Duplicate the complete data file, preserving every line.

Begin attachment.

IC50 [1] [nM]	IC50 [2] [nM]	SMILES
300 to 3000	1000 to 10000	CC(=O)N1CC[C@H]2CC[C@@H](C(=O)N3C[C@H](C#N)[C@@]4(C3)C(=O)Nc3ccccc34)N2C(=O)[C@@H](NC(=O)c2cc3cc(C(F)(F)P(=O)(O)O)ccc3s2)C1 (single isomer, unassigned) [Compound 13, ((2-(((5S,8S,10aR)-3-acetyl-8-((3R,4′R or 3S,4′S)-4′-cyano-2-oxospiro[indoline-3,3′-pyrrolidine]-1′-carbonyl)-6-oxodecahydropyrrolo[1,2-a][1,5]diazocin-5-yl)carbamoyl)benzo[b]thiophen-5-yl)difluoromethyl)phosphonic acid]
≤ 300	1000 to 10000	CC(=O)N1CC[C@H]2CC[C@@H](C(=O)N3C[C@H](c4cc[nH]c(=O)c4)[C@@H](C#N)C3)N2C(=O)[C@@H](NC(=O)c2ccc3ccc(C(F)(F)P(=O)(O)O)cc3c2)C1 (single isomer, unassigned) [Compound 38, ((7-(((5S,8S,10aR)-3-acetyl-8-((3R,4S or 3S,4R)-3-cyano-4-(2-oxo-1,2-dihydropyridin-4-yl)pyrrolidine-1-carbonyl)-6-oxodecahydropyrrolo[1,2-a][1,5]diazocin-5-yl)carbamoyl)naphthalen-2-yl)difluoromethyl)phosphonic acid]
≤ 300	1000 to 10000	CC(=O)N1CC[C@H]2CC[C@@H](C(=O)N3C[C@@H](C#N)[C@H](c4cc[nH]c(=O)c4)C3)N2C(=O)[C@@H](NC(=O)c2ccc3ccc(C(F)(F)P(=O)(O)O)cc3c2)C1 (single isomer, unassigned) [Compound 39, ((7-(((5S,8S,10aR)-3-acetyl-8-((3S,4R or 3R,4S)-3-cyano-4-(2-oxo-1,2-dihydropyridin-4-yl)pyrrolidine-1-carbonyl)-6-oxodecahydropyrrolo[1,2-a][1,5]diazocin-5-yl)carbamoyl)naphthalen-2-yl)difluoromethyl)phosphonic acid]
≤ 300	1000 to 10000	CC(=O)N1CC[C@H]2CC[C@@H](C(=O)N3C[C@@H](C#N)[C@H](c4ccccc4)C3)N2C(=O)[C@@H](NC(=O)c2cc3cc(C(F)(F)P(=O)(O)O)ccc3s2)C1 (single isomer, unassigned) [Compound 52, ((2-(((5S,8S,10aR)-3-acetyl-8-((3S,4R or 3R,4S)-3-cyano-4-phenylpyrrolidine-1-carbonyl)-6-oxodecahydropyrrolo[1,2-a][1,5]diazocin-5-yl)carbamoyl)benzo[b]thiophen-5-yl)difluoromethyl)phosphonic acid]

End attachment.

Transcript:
IC50 [1] [nM]	IC50 [2] [nM]	SMILES
300 to 3000	1000 to 10000	CC(=O)N1CC[C@H]2CC[C@@H](C(=O)N3C[C@H](C#N)[C@@]4(C3)C(=O)Nc3ccccc34)N2C(=O)[C@@H](NC(=O)c2cc3cc(C(F)(F)P(=O)(O)O)ccc3s2)C1 (single isomer, unassigned) [Compound 13, ((2-(((5S,8S,10aR)-3-acetyl-8-((3R,4′R or 3S,4′S)-4′-cyano-2-oxospiro[indoline-3,3′-pyrrolidine]-1′-carbonyl)-6-oxodecahydropyrrolo[1,2-a][1,5]diazocin-5-yl)carbamoyl)benzo[b]thiophen-5-yl)difluoromethyl)phosphonic acid]
≤ 300	1000 to 10000	CC(=O)N1CC[C@H]2CC[C@@H](C(=O)N3C[C@H](c4cc[nH]c(=O)c4)[C@@H](C#N)C3)N2C(=O)[C@@H](NC(=O)c2ccc3ccc(C(F)(F)P(=O)(O)O)cc3c2)C1 (single isomer, unassigned) [Compound 38, ((7-(((5S,8S,10aR)-3-acetyl-8-((3R,4S or 3S,4R)-3-cyano-4-(2-oxo-1,2-dihydropyridin-4-yl)pyrrolidine-1-carbonyl)-6-oxodecahydropyrrolo[1,2-a][1,5]diazocin-5-yl)carbamoyl)naphthalen-2-yl)difluoromethyl)phosphonic acid]
≤ 300	1000 to 10000	CC(=O)N1CC[C@H]2CC[C@@H](C(=O)N3C[C@@H](C#N)[C@H](c4cc[nH]c(=O)c4)C3)N2C(=O)[C@@H](NC(=O)c2ccc3ccc(C(F)(F)P(=O)(O)O)cc3c2)C1 (single isomer, unassigned) [Compound 39, ((7-(((5S,8S,10aR)-3-acetyl-8-((3S,4R or 3R,4S)-3-cyano-4-(2-oxo-1,2-dihydropyridin-4-yl)pyrrolidine-1-carbonyl)-6-oxodecahydropyrrolo[1,2-a][1,5]diazocin-5-yl)carbamoyl)naphthalen-2-yl)difluoromethyl)phosphonic acid]
≤ 300	1000 to 10000	CC(=O)N1CC[C@H]2CC[C@@H](C(=O)N3C[C@@H](C#N)[C@H](c4ccccc4)C3)N2C(=O)[C@@H](NC(=O)c2cc3cc(C(F)(F)P(=O)(O)O)ccc3s2)C1 (single isomer, unassigned) [Compound 52, ((2-(((5S,8S,10aR)-3-acetyl-8-((3S,4R or 3R,4S)-3-cyano-4-phenylpyrrolidine-1-carbonyl)-6-oxodecahydropyrrolo[1,2-a][1,5]diazocin-5-yl)carbamoyl)benzo[b]thiophen-5-yl)difluoromethyl)phosphonic acid]